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Irish Courts - €2,500 being donated to a benevolent fund for former civil servants who have “fallen on hard times”.


Beaker

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Apr 6, 2010
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Irish Courts - €2,500 being donated to a benevolent fund for former civil servants who have “fallen on hard times”.

With the state of the Irish economy, and the many deserving charitable organisations that exist for poverty, cancer, mental health etc etc.....

I was amused to hear an Irish court directing donations to a benevolent fund for former civil servants who have “fallen on hard times”. - Tallifornia star Cormac Brannigan has green diesel conviction wiped clean - Independent.ie

So what exactly is this benovelent fund???? Is it for judges????
 

tigerben

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What! Can former civil servants not manage on the OAP pension like a lot of people. It is March Ist not April Ist?
 

southwestkerry

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Aug 20, 2008
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Lads I read the link to the tallyphone guy/program... why in the name off God is the US always used as an excuse to dodge a conviction along with an donation off cash. COB anyhow methinks... as for the TV3 gig... biggirlsblouses I say.
swK
 

sauntersplash

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Feb 3, 2009
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More than likely most of this money will end up in the hands of financially insecure, elderly widows of former civil servants.

Judges are not civil servants.

Get a life ya bunch of bigoted jerks.
 

brughahaha

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With the state of the Irish economy, and the many deserving charitable organisations that exist for poverty, cancer, mental health etc etc.....

I was amused to hear an Irish court directing donations to a benevolent fund for former civil servants who have “fallen on hard times”. - Tallifornia star Cormac Brannigan has green diesel conviction wiped clean - Independent.ie

So what exactly is this benovelent fund???? Is it for judges????
I wonder if this fund is to cover many that retired from state sector jobs in the 70's and 80's on set pensions that weren't grade or index linked, But were fixed at time of retirement ...... Have vague recollections of a CIE uncle retiring in the early 80's on a fixed pension of £15 .....which if he was still live today would not really suffice ...
 

tokkie

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What! Can former civil servants not manage on the OAP pension like a lot of people. It is March Ist not April Ist?
Evidently, some cannot manage as is the case with other OAPs who rely on charity. BTW do you know what the average pension is for a retired civil servant, or are you indulging in your usual groundless, poorly informed approach?
 

daveL

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Sister Mercedes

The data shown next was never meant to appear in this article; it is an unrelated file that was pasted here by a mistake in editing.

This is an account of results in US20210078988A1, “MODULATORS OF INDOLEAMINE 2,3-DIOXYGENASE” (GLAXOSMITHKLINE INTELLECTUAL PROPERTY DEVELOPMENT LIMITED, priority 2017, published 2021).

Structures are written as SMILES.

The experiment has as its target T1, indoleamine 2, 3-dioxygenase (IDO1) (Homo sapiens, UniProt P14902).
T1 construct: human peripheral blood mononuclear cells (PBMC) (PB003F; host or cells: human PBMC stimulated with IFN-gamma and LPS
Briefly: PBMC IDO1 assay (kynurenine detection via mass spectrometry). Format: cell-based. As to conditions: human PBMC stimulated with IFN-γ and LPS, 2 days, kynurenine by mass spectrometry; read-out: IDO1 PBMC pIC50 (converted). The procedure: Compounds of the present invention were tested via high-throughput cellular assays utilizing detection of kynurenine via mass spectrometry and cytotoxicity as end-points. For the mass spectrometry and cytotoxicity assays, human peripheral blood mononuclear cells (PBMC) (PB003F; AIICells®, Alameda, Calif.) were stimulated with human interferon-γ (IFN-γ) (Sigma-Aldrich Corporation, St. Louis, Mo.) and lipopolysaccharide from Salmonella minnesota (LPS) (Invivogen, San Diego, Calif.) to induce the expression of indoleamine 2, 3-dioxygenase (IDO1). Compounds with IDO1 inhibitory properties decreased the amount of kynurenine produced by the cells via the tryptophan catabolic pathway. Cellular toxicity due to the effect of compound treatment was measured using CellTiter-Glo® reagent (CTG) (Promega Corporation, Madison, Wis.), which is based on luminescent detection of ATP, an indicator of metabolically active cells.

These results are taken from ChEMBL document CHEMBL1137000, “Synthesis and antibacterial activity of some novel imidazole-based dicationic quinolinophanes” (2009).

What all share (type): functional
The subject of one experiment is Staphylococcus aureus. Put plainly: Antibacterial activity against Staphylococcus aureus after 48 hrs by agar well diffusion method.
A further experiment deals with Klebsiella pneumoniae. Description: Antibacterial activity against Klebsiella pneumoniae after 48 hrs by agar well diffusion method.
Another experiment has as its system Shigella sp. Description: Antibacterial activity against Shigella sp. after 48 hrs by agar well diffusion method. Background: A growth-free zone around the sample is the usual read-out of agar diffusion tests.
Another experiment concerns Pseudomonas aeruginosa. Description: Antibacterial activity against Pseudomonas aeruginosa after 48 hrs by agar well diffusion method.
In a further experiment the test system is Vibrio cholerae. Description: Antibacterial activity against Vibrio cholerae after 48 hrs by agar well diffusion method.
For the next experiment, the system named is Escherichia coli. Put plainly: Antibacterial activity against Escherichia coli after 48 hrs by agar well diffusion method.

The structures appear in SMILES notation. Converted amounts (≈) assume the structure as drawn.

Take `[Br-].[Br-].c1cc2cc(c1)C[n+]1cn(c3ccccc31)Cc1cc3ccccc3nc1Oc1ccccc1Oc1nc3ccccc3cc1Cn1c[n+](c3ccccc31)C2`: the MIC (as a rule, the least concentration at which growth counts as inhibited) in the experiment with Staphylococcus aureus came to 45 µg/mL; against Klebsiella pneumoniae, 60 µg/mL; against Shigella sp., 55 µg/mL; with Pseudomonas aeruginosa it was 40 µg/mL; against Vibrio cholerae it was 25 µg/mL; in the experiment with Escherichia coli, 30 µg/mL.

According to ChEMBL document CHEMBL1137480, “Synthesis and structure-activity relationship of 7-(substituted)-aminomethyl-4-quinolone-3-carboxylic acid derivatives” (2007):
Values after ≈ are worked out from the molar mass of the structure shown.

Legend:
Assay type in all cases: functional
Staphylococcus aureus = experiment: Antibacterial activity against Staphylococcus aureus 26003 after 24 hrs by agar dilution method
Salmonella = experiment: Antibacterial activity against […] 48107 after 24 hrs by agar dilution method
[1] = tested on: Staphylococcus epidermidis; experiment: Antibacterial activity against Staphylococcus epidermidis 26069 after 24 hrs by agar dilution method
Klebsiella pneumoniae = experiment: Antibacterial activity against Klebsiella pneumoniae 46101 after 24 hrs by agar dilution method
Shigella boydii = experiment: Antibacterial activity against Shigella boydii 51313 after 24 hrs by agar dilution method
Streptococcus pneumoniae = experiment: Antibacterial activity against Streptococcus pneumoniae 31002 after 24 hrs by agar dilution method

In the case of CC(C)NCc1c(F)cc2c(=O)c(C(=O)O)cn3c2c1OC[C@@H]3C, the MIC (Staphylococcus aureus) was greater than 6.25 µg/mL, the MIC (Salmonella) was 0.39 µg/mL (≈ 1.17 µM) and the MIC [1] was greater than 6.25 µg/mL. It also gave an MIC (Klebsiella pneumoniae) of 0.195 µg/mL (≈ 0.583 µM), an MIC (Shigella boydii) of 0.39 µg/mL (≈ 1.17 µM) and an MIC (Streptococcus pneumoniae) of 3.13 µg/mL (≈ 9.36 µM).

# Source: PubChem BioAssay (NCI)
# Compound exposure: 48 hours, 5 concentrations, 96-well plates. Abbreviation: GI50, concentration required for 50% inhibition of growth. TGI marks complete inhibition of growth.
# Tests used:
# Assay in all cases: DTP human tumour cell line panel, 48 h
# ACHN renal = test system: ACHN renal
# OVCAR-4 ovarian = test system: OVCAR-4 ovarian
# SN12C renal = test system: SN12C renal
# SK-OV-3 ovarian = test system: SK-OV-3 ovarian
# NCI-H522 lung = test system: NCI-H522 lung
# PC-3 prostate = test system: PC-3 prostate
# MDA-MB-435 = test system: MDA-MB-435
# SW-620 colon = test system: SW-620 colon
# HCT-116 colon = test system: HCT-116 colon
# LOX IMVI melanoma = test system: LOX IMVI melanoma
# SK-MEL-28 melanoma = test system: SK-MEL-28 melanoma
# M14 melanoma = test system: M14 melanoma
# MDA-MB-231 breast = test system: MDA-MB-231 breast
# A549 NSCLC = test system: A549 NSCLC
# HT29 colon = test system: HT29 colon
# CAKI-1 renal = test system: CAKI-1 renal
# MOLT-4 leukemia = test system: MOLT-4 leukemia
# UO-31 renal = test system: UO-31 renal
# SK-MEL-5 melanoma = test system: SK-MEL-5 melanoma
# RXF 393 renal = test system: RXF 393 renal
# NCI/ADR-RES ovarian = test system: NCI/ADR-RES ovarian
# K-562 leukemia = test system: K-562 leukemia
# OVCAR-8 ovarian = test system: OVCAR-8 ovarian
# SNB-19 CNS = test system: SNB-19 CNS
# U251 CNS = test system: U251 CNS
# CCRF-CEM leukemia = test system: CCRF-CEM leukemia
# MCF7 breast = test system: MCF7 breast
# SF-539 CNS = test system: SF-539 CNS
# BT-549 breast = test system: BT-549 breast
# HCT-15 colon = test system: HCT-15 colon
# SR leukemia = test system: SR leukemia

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Is there a Court-supported benevolent fund for former Private Sector Workers who've fallen on hard times?
 

cabledude

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Jan 23, 2011
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What! Can former civil servants not manage on the OAP pension like a lot of people. It is March Ist not April Ist?
You beat me to it. Hates that:)
 

brughahaha

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Is there a Court-supported benevolent fund for former Private Sector Workers who've fallen on hard times?
There are many areas where private sector or the self employed have legitimate grievances about pay pensions and perks enjoyed by SOME public servants and the poor management of resources or poor customer service in SOME areas of the PS
This thread and its particular complaint however seems to display nothing but curmudgeonly begrudgery especially asthe OP doesn't even know the functions of the charity involved and just assumes retired PS workers could never ever need charitable assistance - an argument it would take all of 3 seconds to destroy
 

Socratus O' Pericles

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How shall we attack the public service,
Let me count the ways...........
 

livingstone

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Mar 3, 2004
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We can imagine how insightful this thread's going to be.

Staff benevolent funds aren't unusual, and not, as far as I'm aware, in any way publicly funded. Civil Servants are asked if they want a portion of their income donated to the charity that, as the name suggests, helps former civil servants or their families that have come upon financial hardship.

For the record, before people start bemoaning the idea of a civil servant in hardship, or a civil servants family, remember that a staffer at a passport office, or a new teacher, or plenty of other jobs with modest incomes are civil servants, and just as prone to accidents, illnesses, death as anyone else.

As far as I know, courts made orders for donations to a range of charities, so not sure why this should be excluded.
 
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It seems to me the money would have been better spent in educating the Independent's sub-editors in how to spell the names of TV programmes correctly.
 

Sister Mercedes

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As far as I know, courts made orders for donations to a range of charities
Why don't they just impose fines (and a conviction), instead of instructing donations to the pet charity of whoever happens to be the Judge on the day?
 
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